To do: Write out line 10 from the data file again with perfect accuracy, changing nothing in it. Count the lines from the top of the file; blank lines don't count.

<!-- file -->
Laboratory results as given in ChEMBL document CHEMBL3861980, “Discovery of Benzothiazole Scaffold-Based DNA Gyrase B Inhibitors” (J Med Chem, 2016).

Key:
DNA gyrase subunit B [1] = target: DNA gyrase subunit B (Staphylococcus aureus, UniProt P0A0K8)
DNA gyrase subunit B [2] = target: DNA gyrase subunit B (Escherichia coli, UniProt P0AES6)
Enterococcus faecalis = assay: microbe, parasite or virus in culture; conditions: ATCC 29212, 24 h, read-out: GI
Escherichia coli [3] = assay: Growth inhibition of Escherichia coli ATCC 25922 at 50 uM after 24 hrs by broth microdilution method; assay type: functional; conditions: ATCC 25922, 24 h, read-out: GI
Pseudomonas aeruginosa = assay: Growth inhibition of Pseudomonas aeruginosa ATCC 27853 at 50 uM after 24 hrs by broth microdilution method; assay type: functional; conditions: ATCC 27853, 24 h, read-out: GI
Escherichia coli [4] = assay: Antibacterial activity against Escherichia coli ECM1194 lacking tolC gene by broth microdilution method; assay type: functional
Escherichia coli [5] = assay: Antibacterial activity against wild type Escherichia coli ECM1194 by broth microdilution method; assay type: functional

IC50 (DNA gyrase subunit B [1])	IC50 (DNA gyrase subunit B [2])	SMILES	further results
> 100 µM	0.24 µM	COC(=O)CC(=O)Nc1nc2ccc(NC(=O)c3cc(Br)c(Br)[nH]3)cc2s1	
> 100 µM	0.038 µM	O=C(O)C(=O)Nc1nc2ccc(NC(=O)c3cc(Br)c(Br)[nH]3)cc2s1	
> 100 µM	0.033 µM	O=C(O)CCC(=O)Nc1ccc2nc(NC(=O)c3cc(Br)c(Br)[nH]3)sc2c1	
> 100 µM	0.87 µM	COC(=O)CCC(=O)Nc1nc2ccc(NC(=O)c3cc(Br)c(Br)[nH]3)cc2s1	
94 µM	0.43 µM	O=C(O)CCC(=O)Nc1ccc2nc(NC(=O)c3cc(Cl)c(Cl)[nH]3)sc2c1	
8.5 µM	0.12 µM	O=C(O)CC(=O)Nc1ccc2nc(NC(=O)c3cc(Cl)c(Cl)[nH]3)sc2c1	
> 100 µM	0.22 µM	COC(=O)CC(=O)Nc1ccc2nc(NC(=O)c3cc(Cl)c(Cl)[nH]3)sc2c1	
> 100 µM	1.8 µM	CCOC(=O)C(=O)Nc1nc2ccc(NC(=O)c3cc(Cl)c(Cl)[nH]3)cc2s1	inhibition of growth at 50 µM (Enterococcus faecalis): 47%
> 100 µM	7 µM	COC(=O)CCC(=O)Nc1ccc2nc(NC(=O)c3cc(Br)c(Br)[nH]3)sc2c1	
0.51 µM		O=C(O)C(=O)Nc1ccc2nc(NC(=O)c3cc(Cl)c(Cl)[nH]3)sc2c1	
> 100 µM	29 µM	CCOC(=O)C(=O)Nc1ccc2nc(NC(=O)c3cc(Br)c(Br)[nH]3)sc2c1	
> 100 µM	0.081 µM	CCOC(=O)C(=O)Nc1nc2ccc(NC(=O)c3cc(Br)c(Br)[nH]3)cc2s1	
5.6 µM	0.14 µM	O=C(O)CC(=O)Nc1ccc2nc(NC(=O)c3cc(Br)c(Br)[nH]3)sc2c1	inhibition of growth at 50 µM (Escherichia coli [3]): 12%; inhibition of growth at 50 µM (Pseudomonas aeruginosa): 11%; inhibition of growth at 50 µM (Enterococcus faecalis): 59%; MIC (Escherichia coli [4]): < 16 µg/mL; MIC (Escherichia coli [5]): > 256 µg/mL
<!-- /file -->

IC50 (DNA gyrase subunit B [1])	IC50 (DNA gyrase subunit B [2])	SMILES	further results